Major brands to pull ad funding following mass magazine audit exits

Lindsay Bennett
By Lindsay Bennett | 17 February 2017

Major advertisers have expressed concern that Australia's biggest magazine publishers are no longer taking part in the Audited Media Association of Australia’s (AMAA) circulation audit.

L'Oréal is believed to be pulling up to $3 million in advertising dollars from magazines following the departure of Bauer, NewsLifeMedia and Pacific Magazines from the AMAA audit, which provides overall circulation figures of newspapers and magazines to the market.

L'Oréal, Harvey Norman and Estée Lauder are thought to be “very concerned” that publishers are no longer submitting their figures for audit, and see the move as a “blow to accountability”. Harvey Norman is Australia's largest print advertiser. 

Today marks the first time the AMAA figures have been released since all three major magazine publishers chose to exit the audit. Now only 20 magazines remain.

According to sources, Harvey Norman and Estée Lauder plan to approach publishers directly to challenge the decision.

While Harvey Norman did not flag plans to change how much they spend with magazines, both of the beauty brands are said to be weighing up how it could impact decisions made in the future.

At the end of last year Pacific Magazines became the last publisher to pull out of the independent measurement body.

PacMags joined Bauer, NewsLifeMedia, Fairfax and News Corp in what appears to be an orchestrated attempt to undermine circulation and instead rely on readership. Fairfax and News Corp still submit their print assets to the audit, but Fairfax does not submit its digital and News Corp only submits The Australian and The Herald Sun.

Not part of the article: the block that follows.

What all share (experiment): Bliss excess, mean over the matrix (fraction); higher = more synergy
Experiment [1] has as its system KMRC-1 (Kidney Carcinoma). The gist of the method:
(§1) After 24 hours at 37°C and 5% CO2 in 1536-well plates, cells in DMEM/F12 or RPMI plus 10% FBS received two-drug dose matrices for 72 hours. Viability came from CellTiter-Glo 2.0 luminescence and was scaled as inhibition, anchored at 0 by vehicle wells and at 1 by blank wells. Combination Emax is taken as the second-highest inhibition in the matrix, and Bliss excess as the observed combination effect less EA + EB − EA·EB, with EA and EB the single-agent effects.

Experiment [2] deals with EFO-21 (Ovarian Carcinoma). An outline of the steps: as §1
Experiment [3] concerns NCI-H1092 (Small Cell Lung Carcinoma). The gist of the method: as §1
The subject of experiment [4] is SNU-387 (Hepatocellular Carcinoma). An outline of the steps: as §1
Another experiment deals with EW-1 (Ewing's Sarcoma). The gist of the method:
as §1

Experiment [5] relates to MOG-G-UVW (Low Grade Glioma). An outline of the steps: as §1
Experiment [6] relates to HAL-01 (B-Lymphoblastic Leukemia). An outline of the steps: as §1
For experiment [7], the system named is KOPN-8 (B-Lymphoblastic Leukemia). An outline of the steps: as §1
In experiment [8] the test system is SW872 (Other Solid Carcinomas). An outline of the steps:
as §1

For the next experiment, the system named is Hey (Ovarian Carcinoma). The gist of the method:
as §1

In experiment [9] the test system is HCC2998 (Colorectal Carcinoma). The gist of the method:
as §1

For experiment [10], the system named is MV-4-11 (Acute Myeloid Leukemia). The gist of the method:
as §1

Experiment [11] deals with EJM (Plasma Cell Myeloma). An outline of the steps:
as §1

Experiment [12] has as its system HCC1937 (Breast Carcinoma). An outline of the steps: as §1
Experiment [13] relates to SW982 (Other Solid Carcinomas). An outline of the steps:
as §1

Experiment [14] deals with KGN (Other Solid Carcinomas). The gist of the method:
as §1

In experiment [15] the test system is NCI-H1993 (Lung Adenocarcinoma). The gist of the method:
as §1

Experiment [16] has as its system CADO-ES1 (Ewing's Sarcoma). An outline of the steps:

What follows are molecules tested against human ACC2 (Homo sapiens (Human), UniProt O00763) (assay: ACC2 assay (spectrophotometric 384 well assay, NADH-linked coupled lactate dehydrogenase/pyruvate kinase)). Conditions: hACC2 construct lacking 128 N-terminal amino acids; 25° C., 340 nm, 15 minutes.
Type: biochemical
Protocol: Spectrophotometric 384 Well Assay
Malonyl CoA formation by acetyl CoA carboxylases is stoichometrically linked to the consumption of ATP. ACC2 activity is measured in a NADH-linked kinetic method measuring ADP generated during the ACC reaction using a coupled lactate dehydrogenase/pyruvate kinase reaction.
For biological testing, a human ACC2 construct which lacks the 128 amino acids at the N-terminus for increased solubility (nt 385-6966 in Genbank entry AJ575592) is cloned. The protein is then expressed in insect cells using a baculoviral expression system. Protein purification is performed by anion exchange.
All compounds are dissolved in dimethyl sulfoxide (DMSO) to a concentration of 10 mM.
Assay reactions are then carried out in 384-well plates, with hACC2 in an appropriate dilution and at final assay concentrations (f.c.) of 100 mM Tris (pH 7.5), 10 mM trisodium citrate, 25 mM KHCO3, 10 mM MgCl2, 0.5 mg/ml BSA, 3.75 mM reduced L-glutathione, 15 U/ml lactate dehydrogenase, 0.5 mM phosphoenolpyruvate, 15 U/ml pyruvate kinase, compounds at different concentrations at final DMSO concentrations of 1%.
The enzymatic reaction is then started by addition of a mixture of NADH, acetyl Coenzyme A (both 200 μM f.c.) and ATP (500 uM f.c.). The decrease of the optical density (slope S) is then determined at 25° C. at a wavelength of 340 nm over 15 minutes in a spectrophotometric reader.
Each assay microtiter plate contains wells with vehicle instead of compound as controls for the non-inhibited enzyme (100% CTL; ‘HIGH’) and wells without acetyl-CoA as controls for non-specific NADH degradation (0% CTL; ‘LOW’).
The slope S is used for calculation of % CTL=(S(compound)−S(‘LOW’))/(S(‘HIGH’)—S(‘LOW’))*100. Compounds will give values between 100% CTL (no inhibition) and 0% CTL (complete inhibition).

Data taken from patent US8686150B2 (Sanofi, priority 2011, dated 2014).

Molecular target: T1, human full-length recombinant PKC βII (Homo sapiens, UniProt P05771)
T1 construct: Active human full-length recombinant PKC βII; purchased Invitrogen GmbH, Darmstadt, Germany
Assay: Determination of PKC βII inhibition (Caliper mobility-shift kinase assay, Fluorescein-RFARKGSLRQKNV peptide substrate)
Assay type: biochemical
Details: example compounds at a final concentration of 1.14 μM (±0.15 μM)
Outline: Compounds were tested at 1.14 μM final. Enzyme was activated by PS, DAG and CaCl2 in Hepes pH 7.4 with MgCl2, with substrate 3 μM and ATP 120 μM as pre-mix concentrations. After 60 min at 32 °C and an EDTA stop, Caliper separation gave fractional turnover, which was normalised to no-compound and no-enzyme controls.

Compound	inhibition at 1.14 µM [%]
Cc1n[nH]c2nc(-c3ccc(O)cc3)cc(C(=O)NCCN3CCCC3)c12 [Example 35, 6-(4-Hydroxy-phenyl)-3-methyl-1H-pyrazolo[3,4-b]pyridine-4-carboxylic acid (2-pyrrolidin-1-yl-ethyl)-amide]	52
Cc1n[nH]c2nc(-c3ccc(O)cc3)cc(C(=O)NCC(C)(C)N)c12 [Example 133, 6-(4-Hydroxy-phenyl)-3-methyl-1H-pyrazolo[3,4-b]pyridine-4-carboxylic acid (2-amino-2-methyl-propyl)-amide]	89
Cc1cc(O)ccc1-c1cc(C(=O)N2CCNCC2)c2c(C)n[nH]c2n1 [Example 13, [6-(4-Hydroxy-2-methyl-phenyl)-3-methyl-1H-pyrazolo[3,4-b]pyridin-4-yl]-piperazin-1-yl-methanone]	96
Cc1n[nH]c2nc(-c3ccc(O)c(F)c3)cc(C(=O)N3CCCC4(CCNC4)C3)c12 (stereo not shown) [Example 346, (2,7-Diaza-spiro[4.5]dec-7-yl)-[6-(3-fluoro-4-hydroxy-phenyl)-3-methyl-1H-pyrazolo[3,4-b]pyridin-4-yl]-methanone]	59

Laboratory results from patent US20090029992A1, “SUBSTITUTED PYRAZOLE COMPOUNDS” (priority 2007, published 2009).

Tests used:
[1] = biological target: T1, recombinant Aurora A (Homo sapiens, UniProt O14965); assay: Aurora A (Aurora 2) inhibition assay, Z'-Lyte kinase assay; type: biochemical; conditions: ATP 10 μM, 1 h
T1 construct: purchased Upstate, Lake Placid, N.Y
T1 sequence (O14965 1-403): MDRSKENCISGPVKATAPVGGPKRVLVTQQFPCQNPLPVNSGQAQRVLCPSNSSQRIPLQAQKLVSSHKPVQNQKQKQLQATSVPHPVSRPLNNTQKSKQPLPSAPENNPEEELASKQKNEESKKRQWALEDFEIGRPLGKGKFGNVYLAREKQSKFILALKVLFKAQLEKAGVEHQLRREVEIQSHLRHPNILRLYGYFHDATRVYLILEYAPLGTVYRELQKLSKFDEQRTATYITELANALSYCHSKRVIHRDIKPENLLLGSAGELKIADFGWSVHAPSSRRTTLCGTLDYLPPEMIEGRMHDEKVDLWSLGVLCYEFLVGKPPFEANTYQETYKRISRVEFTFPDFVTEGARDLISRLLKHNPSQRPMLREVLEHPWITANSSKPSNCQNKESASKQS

Previously media agency leaders described the exodus as a “terrible decision”, “foolhardy” and “hypocritical”, however PHD CEO Mark Coad tells AdNews that the circulation holds publishers to a different standard to any other medium and it isn’t needed.

“I don’t think we should be pressuring publishers to be in the circulation when it isn’t needed. There are no other media channels we trade on where we plan on units sold or units in use. We don’t care about televisions in use, we value viewership and I don’t see why magazines are any different,” Coad says.

“Moving away from the circulation audit shows the shortcomings of the current readership data, and calls on them to improve that metric.”

AMAA CEO Josanne Ryan says the recent departure of the large magazine publishers is a “disappointing move” for the industry.

“From my discussions with agencies and clients over recent weeks, the resounding feedback has been that this is a backwards step for print and would impact how they evaluate the channel. Some have indicated it could jeopardise revenue into the print channel, which is already under pressure,” Ryan says.

“Overall it is generally being viewed as a sharp departure from the trend in the industry towards to greater transparency and accountability.”

With a recent Media Trust Study showing that auditing of print circulation doubled the brand trust factor, Ryan says it would seem to be in the best interest for all to support initiatives that build trust within our industry.

“The AMAA is committed to supporting publishers and the industry to build advertiser confidence and trust within ad trading,” she says.

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